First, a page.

Sandisk Clip Sport audiobook problem

Space isn’t really a problem though, except for the internal memory on the Clip Sport, as when using 256kbps or higher bitrate one probably won’t get near the 2,000 file limit. I bought Some Sandisk 32GB class 4 micro SDHC cards recently for around $13 each. As for using variable bitrate mp3 files, I haven’t tested it, however I have a feeling that they may consume more battery power than constant bitrate files around the same sound quality. I also haven’t tested the claim that 192kbps average variable bitrate mp3 files sound as good as 256kbps constant bitrate ones. When I did tests years ago, I had trouble distinguishing between 256kbps mp3 files and 320 kbps ones, so I chose 256kbps. If I was ripping CDs now though, I would use 320kbps since storage space is very cheap now. Even now,not all devices support variable bitrate playback. Years ago when I ripped many CDs I decided to avoid variable bitrate since not all devices support variable bitrate files, and many that did then had plenty of glitches in playing them. I still wonder about battery life differences between playback of constant bitrate and variable bitrate files.

As for hearing differences between files, see how well you do on this test.

http://www.npr.org/sections/therecord/2015/06/09/412271433/audio-quality-quiz-results-you-did-slightly-better-than-guessing-randomly

Yep, took that test years ago and I “flunked” it royally.  Convincing me that a lower (but still good) bitrate was just fine, for me. 

I got 4 out of 6 right, however that was in a quiet room, at relatively high volume, and not really listening to the music, but concentrating just on the high frequencies for any clues of compression. On a portable player, at low volumes, and with portable headphones, especially in a noisy environment using open earphones, I would likely do very poorly on the test.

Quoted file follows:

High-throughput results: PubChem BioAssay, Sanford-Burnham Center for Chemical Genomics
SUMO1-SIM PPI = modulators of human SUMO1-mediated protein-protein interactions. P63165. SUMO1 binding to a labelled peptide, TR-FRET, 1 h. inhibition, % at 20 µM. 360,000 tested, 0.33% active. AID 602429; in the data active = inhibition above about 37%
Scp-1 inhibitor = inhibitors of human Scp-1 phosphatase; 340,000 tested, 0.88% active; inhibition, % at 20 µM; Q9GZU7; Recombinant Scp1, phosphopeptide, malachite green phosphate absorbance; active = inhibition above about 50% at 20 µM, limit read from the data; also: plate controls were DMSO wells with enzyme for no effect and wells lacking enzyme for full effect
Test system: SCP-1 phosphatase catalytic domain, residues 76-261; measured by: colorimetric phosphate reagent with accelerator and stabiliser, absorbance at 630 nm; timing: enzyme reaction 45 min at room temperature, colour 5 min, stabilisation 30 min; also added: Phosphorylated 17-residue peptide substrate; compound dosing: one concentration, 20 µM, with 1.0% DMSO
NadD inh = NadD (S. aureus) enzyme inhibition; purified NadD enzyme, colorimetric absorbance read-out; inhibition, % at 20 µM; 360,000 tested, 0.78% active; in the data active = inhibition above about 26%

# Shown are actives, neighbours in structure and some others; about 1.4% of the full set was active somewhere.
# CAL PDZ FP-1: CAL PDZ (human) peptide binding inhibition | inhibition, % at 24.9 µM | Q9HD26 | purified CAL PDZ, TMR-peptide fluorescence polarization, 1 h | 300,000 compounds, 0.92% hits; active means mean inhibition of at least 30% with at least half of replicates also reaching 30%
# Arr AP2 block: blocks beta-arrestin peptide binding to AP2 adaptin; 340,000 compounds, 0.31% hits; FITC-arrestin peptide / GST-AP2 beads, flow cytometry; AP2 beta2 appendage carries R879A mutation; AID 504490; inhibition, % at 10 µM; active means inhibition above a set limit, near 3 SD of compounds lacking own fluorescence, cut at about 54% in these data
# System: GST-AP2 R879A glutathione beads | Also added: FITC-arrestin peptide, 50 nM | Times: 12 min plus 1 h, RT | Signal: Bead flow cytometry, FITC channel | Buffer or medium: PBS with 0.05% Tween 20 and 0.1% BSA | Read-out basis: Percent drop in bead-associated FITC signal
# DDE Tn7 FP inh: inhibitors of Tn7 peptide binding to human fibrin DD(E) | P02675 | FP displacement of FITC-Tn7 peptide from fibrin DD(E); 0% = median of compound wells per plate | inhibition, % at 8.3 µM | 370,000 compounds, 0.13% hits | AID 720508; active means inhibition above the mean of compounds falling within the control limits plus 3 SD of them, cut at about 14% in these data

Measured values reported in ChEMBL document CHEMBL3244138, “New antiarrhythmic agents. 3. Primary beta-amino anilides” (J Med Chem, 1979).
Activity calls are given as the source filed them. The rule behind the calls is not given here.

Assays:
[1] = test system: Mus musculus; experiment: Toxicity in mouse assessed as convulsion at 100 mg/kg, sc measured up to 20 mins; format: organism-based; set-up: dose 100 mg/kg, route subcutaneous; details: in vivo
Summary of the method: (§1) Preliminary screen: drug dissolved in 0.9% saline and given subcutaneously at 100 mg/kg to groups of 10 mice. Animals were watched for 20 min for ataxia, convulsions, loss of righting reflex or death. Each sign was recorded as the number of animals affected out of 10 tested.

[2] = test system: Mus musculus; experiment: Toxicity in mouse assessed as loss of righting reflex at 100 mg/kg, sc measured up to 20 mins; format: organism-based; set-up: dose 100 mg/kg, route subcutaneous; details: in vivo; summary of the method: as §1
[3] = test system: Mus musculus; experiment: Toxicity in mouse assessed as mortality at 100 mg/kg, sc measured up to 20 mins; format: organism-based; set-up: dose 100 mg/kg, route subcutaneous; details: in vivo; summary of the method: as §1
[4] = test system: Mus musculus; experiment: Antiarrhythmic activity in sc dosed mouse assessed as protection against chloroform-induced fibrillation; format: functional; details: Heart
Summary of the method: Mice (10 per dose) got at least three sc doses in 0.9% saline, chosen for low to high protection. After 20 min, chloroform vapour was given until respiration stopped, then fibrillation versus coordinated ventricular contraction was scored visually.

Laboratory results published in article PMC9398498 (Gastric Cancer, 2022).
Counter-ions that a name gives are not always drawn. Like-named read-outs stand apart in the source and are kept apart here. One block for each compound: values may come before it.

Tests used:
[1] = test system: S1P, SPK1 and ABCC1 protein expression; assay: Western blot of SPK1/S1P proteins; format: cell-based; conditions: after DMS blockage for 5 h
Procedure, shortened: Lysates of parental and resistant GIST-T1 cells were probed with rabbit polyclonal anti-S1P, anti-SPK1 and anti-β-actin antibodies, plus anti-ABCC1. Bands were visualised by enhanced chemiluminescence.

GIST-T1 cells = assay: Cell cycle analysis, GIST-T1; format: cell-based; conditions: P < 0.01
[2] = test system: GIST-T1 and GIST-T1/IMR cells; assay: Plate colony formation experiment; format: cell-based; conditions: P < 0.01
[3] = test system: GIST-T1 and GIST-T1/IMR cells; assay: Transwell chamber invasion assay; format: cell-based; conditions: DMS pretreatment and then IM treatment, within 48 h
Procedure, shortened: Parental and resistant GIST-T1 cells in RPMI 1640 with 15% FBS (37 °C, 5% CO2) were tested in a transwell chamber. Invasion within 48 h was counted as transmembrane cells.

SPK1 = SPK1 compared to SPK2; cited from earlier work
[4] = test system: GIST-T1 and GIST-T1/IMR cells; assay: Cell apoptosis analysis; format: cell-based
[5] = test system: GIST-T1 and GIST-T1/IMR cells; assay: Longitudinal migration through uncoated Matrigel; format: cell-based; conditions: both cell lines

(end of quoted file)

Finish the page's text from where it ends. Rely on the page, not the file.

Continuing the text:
I still always wonder, though, how much our brains hear in an overall picture/impression/subconsciously.

@jk98 wrote:

Rather than blaming Sandisk, you should blame Audible. I don’t know why they need to use such huge files for audiobooks, and why they can’t break up an Audiobook into a number of files. i don’t use audiobooks, but do download podcasts. Many that I download are already at 32kbps, but those that are at a higher bitrate I convert down to 32kbps before putting them on my player. There is no need for high bitrates for spoken word files. For music a bitrate of 256kbps or 320 kbps is recommended. For voice files though, 32kbps mono is fine.

I’m not defendng Audible, but want to point out a few aspects where audiobooks are likely to differ from podcasts. Audiobooks do frequently have music at either the beginning and end or sometimes as chapter separaters or for chage of perspective such as point of view. There is also the category of “performance” audiobook where sound effects (gunshots, doors slamming, explosions, etc.) are liberally added. More importantly, for those not familair with audiobooks, they are more than merely spoken words. Narrators will vary pitch, tone, pace with a unique “voice” for each character in the story. Other sounds like screaming, groaning, whistling are also rendered. Really good narrators (this is a definite skill) can even inflect their voice to indicate whether the person is thinking or speaking when “he said” is not inserted. I have no idea how all this would be impacted by reduction to 32 kbps mono.